Milos Forman was one of those rare foreign directors who came to Hollywood from his native Czechoslovakia and had both critical and commercial success.
Born on 18th February 1932 in Caslev his parents were to both die in Nazi concentration camps and Forman was raised by relatives before joining the Prague film academy where he began writing scripts up to the late 1950’s. He progressed up the ranks in his native country’s film industry making his directorial debut with 1964’s ‘Black Peter’ about a teenager early working life. It greatly irritated the Communist government but the film won awards and meant Milos Forman’s future as a director was ensured.
His second film ‘The Loves of a blonde’ would also win praise and awards and was based on a real life story that put Forman on the map as a director in Czechoslovakia. The film was Oscar nominated as Best Foreign film as was his third film, ‘The Fireman’s Ball’ which again wound up the Communists. This third film bought him to the attention of Hollywood and it was Paramount studios that invited him over to the US.
His first intended film was that of the stage version of ‘Hair’ but was unable to secure the rights and instead he wrote ‘Taking Off’. By then his home country had been invaded by Russian troops and Milos Forman understandably decided to stay in Hollywood. ‘Taking Off’ crashed at the box office when it was released in 1971 and its failure drove him to a breakdown in a derelict hotel where he was now living.
It had all got too much for Forman but then, unknown to him, he was offered a film that would change his career. The film was 1975’s ‘One flew over the Cuckoo’s Nest’ which, like his earlier films, were anti authoritarian. Produced by Michael Douglas the film had a sizeable cast led by Jack Nicholson in barnstorming Oscar winning form. Nicholson was not the only one to win an Oscar as the film would win the ‘big five’ (Best film, director, actor, actress and adapted screenplay. It was only the second film to do so and would not be repeated until 1991’s ‘The Silence of the Lambs’. The success gave him the clout to finally make a film version of ‘Hair’in 1979 before going on to direct another book adaptation ‘Ragtime’ in 1981 which earned a huge number of Oscar nomination’s but won none.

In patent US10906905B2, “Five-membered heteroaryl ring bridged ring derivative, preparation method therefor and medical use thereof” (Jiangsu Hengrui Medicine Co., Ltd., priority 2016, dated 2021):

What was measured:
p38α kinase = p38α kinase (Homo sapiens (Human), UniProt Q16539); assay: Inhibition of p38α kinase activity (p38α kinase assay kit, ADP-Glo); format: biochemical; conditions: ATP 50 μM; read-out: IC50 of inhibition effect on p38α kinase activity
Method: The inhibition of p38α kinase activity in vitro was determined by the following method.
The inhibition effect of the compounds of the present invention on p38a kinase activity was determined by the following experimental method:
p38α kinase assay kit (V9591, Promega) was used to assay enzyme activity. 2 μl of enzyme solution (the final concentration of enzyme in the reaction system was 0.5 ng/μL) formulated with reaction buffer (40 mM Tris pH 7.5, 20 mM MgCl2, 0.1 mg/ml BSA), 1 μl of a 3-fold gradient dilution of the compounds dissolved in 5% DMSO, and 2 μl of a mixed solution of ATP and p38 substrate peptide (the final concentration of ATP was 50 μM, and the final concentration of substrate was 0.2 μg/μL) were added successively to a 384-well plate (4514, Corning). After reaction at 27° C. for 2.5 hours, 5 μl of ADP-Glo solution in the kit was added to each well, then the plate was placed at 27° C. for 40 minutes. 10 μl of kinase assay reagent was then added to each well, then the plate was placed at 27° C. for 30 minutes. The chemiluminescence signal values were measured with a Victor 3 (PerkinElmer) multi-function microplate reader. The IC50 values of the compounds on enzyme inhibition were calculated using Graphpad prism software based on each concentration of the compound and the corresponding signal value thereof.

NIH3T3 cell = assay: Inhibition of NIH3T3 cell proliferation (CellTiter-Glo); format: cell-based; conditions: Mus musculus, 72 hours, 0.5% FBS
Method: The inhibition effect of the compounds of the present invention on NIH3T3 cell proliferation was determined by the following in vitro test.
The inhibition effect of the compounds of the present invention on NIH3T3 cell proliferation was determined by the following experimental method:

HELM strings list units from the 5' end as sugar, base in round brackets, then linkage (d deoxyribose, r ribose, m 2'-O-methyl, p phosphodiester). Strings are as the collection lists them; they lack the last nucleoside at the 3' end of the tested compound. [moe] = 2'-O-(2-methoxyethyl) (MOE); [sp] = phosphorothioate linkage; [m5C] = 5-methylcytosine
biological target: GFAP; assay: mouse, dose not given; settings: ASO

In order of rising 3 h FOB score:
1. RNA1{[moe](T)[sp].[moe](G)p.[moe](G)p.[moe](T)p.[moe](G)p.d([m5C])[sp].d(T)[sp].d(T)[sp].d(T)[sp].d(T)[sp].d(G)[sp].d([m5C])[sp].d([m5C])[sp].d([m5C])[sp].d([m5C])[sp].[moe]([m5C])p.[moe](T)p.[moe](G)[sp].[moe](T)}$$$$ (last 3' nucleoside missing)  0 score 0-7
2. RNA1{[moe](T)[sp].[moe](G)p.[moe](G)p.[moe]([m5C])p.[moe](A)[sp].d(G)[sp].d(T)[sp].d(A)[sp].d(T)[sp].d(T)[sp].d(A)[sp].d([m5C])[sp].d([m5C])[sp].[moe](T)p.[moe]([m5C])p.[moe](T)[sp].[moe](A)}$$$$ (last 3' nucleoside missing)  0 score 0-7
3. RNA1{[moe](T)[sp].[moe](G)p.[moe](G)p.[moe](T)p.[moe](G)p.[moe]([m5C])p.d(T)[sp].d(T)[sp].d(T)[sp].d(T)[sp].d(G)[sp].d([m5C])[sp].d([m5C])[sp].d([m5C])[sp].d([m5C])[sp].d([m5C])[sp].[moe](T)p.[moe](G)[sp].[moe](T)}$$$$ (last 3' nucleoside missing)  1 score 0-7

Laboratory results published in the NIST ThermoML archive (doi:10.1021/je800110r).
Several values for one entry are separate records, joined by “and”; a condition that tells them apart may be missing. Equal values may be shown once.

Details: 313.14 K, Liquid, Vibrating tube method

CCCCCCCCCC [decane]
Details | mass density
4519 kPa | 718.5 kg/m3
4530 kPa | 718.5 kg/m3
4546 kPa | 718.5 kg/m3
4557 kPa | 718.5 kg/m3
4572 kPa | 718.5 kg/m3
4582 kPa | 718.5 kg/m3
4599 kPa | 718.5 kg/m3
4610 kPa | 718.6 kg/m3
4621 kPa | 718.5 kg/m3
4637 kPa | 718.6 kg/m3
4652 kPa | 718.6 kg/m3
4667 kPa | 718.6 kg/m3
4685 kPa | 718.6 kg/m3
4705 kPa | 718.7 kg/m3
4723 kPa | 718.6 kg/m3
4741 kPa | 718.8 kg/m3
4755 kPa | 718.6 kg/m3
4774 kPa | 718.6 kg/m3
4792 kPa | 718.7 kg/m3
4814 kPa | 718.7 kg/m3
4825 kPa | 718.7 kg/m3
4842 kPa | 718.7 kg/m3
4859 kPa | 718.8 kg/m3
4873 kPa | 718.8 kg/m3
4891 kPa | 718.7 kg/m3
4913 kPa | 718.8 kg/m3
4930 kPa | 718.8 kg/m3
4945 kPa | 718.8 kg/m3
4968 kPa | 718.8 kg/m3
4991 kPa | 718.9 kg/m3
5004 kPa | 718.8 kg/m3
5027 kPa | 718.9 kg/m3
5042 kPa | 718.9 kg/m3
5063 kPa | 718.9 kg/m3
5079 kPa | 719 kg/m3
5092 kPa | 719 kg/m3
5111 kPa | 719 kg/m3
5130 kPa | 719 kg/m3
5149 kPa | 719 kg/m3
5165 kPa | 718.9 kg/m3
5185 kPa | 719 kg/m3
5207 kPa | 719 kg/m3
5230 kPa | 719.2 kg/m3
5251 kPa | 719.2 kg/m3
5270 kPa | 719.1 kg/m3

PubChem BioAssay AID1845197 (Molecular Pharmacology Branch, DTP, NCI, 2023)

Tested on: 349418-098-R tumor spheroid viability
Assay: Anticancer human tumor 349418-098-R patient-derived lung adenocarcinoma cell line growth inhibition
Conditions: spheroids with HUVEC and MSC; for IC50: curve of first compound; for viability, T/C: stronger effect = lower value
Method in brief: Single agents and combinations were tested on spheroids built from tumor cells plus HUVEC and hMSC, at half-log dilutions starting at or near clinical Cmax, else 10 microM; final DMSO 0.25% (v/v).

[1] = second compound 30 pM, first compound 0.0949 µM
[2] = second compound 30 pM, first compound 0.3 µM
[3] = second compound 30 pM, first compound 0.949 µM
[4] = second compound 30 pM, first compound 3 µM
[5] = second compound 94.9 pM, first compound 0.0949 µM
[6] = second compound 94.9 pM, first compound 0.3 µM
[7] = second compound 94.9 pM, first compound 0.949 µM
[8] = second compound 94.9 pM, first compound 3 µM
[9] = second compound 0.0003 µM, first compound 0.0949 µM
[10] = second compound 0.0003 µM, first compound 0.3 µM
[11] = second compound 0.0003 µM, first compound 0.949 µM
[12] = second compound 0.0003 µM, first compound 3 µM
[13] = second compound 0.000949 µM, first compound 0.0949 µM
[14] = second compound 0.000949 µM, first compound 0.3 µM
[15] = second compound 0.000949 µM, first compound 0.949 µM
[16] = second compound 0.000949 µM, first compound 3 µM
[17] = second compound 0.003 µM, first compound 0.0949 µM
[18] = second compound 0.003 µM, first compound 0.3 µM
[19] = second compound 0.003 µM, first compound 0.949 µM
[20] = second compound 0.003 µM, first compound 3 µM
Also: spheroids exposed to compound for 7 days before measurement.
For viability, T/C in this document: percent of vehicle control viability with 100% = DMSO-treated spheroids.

Milos Forman returned to success earning his second Best Director Oscar for Amadeus in 1984 along with seven other Oscars. It would be five years before he made another film which was to be ‘Valmont’ an adaptation of Les Liaisons Dangereuses which had the wind taken out of its sails due to the earlier release and success of a version starring John Malkovich. It was to be seven years before he made another film and again it was an anti authority figure, ‘The People vs Larry Flynt’ and he followed that with the biopic about the late comedian Andy Kaufman, ‘Man on the Moon’. It starred Jim Carrey who was white hot after a number of hit comedies but this was to be a straight role. Carrey was excellent but the film failed at the box office.
By now Forman was approaching his seventieth birthday and his last film was to be 2006’s ‘Goya’s Ghosts’ a biographical film about the painter starring Javier Bardem and Natalie Portman but it did little business.
In 2012 he was awarded a lifetime achievement award by the Directors Guild of America. By then he was married to his third and last wife screenwriter Martina Zborilava with whom he had two boys to add to the two boys he had from his second marriage.
He died after a short illness surrounded by his family, children and close friends.